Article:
You Snooze You Lose

Glacier Peak attendance has not be up to standard, and something had to be done about it.

Abigail Varghese, Staff Writer

Glacier Peak High School has the lowest attendance record of all the surrounding schools in our area.   Many students are skipping one period unexcused, most often first period.

“Wanting to sleep in or stop at a café is no reason to miss school. It’s like coming late to a job, which gets you fired,” Terry Ryan, a counselor and soccer coach said.

The current rule for all students states they must go to court with their parents after nine unexcused absences. The school had to do something else about the problem, and the most recent one applies to all student athletes.

The old rule for athletes was to be at school for at least three periods to play that day. The new rule, received by coaches, states that if the students miss even one period unexcused, they cannot play in the practice or game going on after school.

“Coming to school is more important than getting Starbucks in the morning. It’s your future, but it depends on what you do now,” Melinda Torre, a gym teacher and soccer coach said.

She believes students have the responsibility to come in every day, and to have a valid excuse for missing classes.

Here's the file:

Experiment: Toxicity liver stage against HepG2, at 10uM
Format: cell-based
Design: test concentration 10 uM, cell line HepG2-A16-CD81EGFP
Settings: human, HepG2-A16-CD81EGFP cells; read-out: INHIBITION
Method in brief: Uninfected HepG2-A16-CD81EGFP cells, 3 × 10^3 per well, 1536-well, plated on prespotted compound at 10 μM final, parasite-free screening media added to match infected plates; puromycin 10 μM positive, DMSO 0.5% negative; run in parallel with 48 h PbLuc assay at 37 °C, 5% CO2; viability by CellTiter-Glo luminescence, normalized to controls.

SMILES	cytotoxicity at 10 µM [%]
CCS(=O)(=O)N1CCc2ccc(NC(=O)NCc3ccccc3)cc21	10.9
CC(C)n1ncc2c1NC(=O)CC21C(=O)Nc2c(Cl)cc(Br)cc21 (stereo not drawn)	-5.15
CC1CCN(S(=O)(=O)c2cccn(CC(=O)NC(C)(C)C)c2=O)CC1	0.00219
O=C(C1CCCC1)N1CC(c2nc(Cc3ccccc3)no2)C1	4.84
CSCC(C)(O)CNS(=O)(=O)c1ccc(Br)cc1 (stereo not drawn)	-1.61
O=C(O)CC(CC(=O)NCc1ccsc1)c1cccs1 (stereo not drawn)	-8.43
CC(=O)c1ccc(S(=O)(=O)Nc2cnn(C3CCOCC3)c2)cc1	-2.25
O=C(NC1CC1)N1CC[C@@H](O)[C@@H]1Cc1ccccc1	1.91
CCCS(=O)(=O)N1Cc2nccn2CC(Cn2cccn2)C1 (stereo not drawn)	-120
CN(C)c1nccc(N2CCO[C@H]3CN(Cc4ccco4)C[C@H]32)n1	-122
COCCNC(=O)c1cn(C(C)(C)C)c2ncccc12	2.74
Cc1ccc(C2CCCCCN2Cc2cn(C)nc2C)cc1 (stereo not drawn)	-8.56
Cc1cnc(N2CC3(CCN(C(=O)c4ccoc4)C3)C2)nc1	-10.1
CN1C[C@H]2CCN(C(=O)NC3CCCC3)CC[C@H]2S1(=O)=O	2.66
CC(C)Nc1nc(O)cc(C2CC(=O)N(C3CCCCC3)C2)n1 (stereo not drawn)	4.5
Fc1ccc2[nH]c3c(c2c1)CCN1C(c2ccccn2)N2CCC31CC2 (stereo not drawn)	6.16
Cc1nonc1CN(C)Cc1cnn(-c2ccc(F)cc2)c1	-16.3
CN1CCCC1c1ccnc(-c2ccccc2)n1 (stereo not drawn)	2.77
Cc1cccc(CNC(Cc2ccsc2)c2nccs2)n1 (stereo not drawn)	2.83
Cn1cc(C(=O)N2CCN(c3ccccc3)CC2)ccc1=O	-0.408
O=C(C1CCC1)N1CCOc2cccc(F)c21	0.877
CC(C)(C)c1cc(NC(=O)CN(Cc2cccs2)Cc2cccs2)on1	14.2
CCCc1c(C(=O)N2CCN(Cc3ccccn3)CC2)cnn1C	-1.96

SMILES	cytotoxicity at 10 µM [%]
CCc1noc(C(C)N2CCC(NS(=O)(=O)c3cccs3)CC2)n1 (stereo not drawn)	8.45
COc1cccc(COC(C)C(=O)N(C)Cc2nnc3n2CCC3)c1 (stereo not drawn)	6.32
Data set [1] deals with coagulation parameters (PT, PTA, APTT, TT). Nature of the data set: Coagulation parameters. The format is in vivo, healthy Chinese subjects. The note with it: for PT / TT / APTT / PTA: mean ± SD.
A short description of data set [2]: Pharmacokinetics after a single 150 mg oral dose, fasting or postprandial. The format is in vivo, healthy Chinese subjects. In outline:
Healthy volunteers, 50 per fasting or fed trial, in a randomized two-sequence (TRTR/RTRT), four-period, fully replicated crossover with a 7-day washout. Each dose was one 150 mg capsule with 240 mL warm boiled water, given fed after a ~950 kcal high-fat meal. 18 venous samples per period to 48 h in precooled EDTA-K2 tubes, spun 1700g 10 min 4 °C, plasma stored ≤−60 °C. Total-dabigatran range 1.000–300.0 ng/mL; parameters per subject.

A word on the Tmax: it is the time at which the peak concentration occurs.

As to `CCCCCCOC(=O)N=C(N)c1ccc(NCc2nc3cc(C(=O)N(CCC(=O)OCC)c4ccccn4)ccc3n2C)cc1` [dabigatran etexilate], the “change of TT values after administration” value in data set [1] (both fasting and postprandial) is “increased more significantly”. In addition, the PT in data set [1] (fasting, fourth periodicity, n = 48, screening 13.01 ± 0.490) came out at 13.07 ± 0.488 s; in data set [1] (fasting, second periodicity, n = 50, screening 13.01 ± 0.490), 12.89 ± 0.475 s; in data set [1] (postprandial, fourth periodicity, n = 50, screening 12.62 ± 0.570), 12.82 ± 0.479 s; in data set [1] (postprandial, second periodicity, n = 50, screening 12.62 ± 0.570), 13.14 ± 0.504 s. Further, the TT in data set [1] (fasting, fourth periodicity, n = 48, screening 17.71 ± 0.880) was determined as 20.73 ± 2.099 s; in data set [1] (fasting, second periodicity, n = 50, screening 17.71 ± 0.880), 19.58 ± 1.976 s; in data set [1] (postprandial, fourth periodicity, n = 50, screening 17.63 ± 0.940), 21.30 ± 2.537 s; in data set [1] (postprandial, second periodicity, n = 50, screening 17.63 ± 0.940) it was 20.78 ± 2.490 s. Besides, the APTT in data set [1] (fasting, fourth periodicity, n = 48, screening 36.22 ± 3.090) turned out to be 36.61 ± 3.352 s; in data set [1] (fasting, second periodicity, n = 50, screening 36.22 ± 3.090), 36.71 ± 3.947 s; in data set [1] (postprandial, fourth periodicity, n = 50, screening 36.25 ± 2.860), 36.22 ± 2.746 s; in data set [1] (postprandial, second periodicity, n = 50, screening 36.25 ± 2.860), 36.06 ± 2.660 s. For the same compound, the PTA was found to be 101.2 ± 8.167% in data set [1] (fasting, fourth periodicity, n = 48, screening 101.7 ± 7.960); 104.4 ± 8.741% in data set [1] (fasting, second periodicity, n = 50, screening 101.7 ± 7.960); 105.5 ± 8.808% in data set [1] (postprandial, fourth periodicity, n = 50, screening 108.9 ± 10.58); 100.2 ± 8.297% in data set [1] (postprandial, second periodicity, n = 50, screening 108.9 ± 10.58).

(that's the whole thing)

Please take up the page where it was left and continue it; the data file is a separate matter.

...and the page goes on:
“Each coach has the prerogative to have a higher standard, as long as it’s shared with their athletes and parents,” said Mr. Judkins, the school’s athletic director.

Some coaches took the initiative.

“We work to make our players better in soccer, but we also want them to improve in school. The girls on both junior varsity and varsity are expected to get higher than an F in all of their classes,” Christine Windrim, girls soccer junior varsity coach said.

“If it is unexcused the school has every right to prohibit the student from playing, people can’t just be skipping their classes. They’re athletes and the should be examples, always putting school before their sports,” Elizabeth Hood, a player on the freshmen volleyball team explained.

There have not been any other rules made for the general student body yet, but Principal Larson has been supportive, believing our school can do better.

“It saddens me because−not because you can’t make up the work, whether it’s on Canvas, do the work at home. You can’t recreate the experience of being in a classroom, and as much as people want to get out of high school, you only get to do this one time. And once it’s over, you don’t ever get to come back,” Larson said.